Happy Christmas, let’s legalise heroin.
It’s time to get serious about Scotland’s drug problem.
Too many lives have been ruined over too many generations for us to believe that our drug laws are doing anything to help those ensnared by heroin.
Take a walk around Dundee city centre and you’ll see plenty of people whose lives are now owned by the drug.
Overdose deaths are all too common in this city. So too is the violence associated with the drug. Yet it continues to snare new victims.
Trainspotting 2 comes out next year. Film 4 heralded the trailer by announcing on Twitter the ‘boys are back’ like the four main characters were The A-Team. They are not: three were hapless addicts and the other a psychotic alcoholic.
There is nothing glamorous about heroin addiction, even when portrayed by actors like Ewan McGregor or Johnny Lee Miller.
Ask any police officer or social worker, doctor or nurse about the human wreckage they meet, the women selling themselves on the street, the collapsed veins, lost limbs and orphaned children.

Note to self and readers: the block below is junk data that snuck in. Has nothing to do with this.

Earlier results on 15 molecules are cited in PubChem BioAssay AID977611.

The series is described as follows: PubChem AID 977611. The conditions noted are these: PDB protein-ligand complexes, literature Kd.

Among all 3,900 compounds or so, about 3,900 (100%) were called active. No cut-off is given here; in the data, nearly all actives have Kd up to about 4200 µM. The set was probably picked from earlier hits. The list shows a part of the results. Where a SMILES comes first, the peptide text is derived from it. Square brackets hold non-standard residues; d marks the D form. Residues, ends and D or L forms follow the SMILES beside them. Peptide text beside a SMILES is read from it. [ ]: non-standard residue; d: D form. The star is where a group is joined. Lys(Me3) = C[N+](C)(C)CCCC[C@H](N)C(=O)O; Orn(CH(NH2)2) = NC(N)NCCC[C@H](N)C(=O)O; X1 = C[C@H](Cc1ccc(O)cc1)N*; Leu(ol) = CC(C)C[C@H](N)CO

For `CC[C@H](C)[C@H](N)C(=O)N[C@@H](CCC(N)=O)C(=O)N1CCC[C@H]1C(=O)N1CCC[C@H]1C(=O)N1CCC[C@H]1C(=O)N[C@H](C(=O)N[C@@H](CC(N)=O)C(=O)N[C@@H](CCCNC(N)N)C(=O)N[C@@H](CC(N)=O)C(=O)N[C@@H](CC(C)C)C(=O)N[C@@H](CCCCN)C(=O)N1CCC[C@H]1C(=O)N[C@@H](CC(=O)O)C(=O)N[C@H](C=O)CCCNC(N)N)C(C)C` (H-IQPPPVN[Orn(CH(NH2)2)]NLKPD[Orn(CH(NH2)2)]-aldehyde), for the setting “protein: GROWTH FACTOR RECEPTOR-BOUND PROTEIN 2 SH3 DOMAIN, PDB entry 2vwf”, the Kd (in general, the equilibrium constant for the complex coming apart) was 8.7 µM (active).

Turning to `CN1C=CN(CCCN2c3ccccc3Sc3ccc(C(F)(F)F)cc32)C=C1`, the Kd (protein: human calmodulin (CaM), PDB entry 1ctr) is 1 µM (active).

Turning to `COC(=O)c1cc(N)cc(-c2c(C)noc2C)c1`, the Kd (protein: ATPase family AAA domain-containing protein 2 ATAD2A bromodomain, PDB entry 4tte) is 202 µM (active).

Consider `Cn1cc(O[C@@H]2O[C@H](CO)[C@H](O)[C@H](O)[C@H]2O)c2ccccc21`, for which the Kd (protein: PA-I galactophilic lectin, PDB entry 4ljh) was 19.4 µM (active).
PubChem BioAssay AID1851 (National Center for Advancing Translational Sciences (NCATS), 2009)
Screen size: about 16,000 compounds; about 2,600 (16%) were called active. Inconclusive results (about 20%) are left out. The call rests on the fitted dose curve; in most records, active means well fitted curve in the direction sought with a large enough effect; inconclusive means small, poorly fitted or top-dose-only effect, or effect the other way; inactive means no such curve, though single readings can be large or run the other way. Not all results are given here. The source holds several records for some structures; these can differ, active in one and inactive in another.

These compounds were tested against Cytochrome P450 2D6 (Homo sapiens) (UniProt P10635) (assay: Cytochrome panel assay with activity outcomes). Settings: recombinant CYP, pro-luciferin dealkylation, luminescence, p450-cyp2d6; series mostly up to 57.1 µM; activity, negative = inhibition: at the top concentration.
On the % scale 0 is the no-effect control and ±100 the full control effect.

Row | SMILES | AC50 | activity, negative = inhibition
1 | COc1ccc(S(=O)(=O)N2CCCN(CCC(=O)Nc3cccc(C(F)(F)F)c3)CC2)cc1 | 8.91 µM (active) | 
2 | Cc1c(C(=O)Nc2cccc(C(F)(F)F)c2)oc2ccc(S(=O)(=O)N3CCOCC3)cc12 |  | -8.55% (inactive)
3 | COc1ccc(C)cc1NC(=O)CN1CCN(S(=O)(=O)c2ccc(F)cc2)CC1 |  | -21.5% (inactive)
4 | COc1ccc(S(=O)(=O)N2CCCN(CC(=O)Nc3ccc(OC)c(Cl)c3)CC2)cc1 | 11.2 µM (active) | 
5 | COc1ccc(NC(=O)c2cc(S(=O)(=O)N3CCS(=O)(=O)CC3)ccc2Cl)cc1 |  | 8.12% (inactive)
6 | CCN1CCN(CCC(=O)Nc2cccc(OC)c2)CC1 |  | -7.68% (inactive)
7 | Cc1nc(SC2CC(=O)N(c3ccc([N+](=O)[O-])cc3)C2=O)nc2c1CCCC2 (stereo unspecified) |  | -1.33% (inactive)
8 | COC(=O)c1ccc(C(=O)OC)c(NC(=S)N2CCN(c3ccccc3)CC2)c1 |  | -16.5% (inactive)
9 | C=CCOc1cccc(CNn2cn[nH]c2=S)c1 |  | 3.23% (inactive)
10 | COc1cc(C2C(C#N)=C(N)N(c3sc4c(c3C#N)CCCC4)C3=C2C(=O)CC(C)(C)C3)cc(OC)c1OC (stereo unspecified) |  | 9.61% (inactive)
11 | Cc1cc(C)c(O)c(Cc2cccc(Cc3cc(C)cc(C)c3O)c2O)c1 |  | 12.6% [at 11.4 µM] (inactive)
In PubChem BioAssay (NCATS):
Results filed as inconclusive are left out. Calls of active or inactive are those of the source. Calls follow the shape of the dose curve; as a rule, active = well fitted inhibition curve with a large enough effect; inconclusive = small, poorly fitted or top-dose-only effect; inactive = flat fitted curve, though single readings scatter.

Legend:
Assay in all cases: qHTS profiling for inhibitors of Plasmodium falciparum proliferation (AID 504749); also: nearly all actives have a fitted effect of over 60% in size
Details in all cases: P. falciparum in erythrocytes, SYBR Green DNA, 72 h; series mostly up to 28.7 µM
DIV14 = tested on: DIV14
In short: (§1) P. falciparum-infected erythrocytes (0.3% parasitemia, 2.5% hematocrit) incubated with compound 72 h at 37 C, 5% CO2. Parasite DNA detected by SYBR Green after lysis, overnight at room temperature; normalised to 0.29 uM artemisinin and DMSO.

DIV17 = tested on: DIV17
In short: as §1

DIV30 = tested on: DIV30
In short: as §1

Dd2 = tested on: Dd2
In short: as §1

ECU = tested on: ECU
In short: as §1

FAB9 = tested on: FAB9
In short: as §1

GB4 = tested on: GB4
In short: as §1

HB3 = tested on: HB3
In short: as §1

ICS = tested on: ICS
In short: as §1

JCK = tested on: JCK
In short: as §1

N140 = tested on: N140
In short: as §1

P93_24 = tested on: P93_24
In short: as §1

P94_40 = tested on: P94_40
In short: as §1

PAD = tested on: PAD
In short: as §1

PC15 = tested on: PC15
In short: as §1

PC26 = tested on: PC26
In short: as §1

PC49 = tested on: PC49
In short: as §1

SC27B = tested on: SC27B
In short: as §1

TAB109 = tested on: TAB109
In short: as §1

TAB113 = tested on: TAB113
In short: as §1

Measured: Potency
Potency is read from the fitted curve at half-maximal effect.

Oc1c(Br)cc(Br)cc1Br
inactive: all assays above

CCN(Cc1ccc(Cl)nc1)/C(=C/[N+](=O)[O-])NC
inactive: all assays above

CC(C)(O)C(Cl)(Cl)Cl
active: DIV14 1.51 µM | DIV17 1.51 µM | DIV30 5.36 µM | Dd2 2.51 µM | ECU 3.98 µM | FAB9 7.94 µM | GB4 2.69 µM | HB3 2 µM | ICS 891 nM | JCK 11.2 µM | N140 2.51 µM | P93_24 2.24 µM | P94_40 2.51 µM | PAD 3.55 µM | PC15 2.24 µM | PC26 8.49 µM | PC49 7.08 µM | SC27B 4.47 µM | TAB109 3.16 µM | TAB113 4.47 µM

Ask the family of Mary Logie, the pensioner from Leven in Fife, beaten to death by an addict desperate for money to feed her habit.
Heroin’s a killer and this year in Dundee its victims have been found in flats, in gardens and behind shops, never mind those whose lonely deaths occur behind closed doors and hidden from public view.
Prohibition has failed for generations – it has to be time for something new.
There’s no magic wand so prescribing heroin is possibly the least worst option available. At least it would ensure those addicts are getting a regular, safe supply – no anthrax or deadly variations in purity- as well as regular health checks and medical treatment.
Of course, such a move would not be a vote winner. Politicians would rather wring hands than grasp the nettle.
Instead, nothing continues to happen other than a monumental and tragic waste of life.
We’re happy to write addicts off as “junkies” with no one to blame but themselves. But we should remember they are sons and daughters, mothers and fathers, brothers and sisters and we need to help them.